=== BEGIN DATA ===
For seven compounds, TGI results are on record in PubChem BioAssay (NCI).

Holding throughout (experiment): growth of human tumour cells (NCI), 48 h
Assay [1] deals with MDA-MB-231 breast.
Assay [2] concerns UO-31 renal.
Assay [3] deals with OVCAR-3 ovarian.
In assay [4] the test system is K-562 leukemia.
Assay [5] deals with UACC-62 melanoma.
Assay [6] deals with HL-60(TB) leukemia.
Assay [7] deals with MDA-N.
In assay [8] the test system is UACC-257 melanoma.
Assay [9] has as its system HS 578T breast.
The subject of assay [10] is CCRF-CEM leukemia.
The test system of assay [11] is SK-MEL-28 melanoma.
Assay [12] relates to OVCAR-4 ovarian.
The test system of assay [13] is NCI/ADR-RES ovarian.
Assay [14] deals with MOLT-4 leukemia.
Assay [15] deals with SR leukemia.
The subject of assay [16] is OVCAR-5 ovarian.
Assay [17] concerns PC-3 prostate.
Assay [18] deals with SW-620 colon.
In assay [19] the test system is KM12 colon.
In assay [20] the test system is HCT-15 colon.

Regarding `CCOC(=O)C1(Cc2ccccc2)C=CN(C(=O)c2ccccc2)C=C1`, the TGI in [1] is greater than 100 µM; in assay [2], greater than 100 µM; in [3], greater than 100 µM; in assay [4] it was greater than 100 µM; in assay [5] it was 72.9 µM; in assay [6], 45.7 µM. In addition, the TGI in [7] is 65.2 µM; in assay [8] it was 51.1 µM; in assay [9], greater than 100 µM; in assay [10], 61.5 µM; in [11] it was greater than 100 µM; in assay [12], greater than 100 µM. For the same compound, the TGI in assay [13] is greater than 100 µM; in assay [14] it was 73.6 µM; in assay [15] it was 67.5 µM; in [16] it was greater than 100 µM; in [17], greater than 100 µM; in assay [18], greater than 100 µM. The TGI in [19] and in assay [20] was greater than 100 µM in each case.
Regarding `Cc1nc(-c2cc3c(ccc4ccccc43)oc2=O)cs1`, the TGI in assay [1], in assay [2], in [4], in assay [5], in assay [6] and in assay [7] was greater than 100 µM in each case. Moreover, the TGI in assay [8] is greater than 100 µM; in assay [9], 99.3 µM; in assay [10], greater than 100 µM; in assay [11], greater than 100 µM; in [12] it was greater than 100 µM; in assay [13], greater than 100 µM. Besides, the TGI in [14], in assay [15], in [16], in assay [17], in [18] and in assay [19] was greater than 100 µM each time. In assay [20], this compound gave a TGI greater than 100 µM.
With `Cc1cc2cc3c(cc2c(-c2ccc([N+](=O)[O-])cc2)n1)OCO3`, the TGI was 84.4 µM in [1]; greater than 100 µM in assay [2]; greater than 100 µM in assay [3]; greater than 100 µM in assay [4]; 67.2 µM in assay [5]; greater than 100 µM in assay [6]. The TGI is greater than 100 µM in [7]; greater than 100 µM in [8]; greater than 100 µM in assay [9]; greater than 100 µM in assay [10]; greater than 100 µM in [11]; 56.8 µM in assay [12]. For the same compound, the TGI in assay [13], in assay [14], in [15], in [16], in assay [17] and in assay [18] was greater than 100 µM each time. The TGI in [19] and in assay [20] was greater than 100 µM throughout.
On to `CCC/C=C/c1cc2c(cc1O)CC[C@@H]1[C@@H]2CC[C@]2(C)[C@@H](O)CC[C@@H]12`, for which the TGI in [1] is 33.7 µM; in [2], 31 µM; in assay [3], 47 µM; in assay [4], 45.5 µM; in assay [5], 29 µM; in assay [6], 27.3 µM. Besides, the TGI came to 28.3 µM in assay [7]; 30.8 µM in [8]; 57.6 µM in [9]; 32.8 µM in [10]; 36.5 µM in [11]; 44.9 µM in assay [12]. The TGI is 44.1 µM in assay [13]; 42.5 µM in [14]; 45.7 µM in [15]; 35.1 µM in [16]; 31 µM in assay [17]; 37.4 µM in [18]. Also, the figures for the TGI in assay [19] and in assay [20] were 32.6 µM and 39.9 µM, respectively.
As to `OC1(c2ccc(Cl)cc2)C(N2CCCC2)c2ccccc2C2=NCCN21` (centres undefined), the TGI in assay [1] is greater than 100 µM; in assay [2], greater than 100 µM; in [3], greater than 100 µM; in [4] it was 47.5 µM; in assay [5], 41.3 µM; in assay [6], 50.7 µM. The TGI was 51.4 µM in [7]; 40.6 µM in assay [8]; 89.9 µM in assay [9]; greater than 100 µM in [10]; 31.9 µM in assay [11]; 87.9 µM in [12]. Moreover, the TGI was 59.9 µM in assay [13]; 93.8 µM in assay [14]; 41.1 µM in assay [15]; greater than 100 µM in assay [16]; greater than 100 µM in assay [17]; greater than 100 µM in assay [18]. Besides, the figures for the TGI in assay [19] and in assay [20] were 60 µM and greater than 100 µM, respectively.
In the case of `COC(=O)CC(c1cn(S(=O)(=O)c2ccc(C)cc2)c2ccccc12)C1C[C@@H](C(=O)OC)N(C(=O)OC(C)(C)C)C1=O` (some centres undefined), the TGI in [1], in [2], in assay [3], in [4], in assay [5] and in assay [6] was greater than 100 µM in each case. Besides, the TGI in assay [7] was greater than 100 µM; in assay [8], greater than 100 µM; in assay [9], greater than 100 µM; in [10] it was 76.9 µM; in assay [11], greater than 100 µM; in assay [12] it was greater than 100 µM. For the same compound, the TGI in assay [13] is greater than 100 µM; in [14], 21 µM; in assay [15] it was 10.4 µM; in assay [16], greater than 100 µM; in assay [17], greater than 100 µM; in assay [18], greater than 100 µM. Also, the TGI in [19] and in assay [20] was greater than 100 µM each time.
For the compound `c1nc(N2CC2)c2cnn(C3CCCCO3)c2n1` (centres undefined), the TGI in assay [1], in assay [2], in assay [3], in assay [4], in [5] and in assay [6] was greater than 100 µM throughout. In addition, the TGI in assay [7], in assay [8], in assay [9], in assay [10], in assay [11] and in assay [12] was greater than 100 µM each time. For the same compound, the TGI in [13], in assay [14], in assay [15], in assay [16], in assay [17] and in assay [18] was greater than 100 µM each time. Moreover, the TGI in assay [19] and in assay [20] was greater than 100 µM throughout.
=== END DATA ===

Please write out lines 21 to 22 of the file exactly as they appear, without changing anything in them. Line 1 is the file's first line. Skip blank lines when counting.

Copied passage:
In assay [19] the test system is KM12 colon.
In assay [20] the test system is HCT-15 colon.